• HIV diagnosis rates varied widely by age.  Only 56% of adolescents and young adults aged 13 to 24 were aware of their status, compared to 94% for persons aged 55 and older.
  • Because such a large percentage (44%) of young people are undiagnosed, the prevalence-based continuum of care rates are especially low for this age group, with only 43% receiving care, 31% retained in care, and 30% virally suppressed.



Transgender Persons and HIV

CDC Issue Brief Focuses on HIV in Transgender Communities

Nearly one million people in the U.S. identify as transgender. Transgender people, and particularly transgender women, are at very high risk for HIV infection. A recent meta-analysis of 88 studies published from 2006-2017 found that the laboratory-confirmed HIV prevalence rate was 14.1% for transgender women, 3.2% for transgender men, and 9.2% for transgender people overall. CDC recently published a 4-page issue brief that highlights the disproportional impact of HIV on transgender communities. The brief summarizes the best available data on HIV diagnoses and prevalence among transgender persons, identifies gaps in the data, and considers approaches to address these gaps. It also discusses the reasons why transgender persons are at such high risk of HIV infection, and describes the steps CDC and its collaborating partners are taking to intensify HIV prevention efforts for this population group. These include supporting high-impact prevention programs, advancing HIV prevention research, and raising awareness and engagement in transgender communities.

Traveling with HIV

UNAIDS and UNDP Urge Removal of All HIV-Related Travel Restrictions

UNAIDS and the United Nations Development Programme (UNDP) are urging countries to abide by the terms of the 2016 U.N. Political Declaration on Ending AIDS, which calls for an end to all forms of HIV-related travel restrictions. “Travel restrictions based on real or perceived HIV status are discriminatory, prevent people from accessing HIV services, and propagate stigma and discrimination,” according to a joint UNAIDS/UNDP statement issued late last month.

A total of 48 countries and territories currently maintain HIV-related travel restrictions. Of this total, at least 30 still impose bans on entry or stay and residence based on HIV status, and 19 deport non-nationals on the grounds of their HIV status. Although the majority of countries that retain travel restrictions are in the Middle East and North Africa, many countries in the Asia and Pacific region, Eastern Europe, and Central Asia also impose restrictions.  Since 2015, four countries have taken steps to lift their HIV-related travel restrictions – Belarus, Lithuania, the Republic of Korea, and Uzbekistan.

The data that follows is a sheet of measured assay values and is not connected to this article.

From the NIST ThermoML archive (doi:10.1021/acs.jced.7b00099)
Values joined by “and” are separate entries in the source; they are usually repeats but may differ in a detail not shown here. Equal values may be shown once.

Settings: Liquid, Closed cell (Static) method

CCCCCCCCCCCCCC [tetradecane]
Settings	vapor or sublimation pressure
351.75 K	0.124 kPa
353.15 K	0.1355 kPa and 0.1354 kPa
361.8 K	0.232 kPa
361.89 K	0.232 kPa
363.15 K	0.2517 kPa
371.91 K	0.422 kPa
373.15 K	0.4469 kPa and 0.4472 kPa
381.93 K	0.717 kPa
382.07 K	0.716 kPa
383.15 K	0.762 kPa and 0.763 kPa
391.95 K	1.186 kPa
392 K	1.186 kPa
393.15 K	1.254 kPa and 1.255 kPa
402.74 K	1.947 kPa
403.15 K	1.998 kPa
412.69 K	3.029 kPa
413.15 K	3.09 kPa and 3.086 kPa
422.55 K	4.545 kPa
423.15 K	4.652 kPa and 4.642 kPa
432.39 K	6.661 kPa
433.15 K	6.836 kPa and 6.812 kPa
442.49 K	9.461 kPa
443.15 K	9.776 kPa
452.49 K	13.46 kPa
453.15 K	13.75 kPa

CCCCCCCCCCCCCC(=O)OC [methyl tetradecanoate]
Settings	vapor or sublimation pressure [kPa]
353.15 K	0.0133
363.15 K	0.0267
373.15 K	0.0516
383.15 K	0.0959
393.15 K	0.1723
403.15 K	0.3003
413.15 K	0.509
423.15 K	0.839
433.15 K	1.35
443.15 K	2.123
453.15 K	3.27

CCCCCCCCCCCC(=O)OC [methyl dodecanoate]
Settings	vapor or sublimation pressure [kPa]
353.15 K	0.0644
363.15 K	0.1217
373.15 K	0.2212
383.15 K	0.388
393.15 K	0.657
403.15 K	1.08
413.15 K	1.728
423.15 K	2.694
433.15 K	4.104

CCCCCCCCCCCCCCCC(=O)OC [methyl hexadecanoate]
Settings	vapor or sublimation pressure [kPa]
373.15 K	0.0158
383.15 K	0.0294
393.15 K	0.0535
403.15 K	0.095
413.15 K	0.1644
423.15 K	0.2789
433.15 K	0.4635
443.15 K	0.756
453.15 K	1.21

“HIV-related travel restrictions fuel exclusion and intolerance by fostering the dangerous and false idea that people on the move spread disease,” noted Mandeep Dhaliwal, director of UNDP’s HIV, Health, and Development Group. “These policies are counterproductive to effective AIDS responses.” 


Updates to HHS’s HIV Treatment and Opportunistic Infection Guidelines

HHS recently published updates to both its Adult and Adolescent Antiretroviral Treatment Guidelines (ART guidelines) and Guidelines for Prevention and Treatment of Opportunistic Infections in Adults and Adolescents with HIV (OI guidelines).

The updates to the ART guidelines include: 1) a new section focusing on gender-affirming care for transgender people living with HIV; 2) a rewritten section focusing on substance use and HIV; and 3) an updated section on HIV-2. Additional revisions to the ART guidelines are expected later this year.

The OI guidelines have updated information on the parasitic infection microsporidiosis, including new information about the responsible organisms and the latest recommendations about treating this condition.





Social Media and Digital Communication

More Digital Tools and Tips from

HHS’s blog site has recently published several new posts in its ongoing digital marketing and outreach series. The series is designed to help agencies and organizations become more knowledgeable about digital tools and use them effectively in health communications.  The newest posts are:

HIV Resource on Instagram @StartTalkingHIV – This post describes how CDC’s Start Talking. Stop HIV. campaign for gay and bisexual men of all races has been using Instagram to broaden its reach to key populations.

New Pew Data on Social Media Platforms – Facebook and YouTube continue to be the most widely used online platforms among U.S. adults, according to the most recent data from the Pew Research Center. Although much less widely used by adults overall, Instagram and Snapchat are very popular among young adults 18 to 29 years old – a key population group for HIV prevention messages.

Email: A Top HIV Communications Tool! – This blog item provides seven best practices tips for using email as a key element of your HIV communications strategy.

Global Smartphone Use: What New Data Tell Us – Approximately one in five American adults are “smartphone-only” internet users. According to, this fact is important for HIV communications because populations most at risk for, or living with, HIV are often most likely to be smartphone-dependent.

Level Up Your Email Marketing with List Hygiene – This post describes the importance of email “list hygiene,” which is the process of refining and cleaning your email lists to remove inactive subscribers.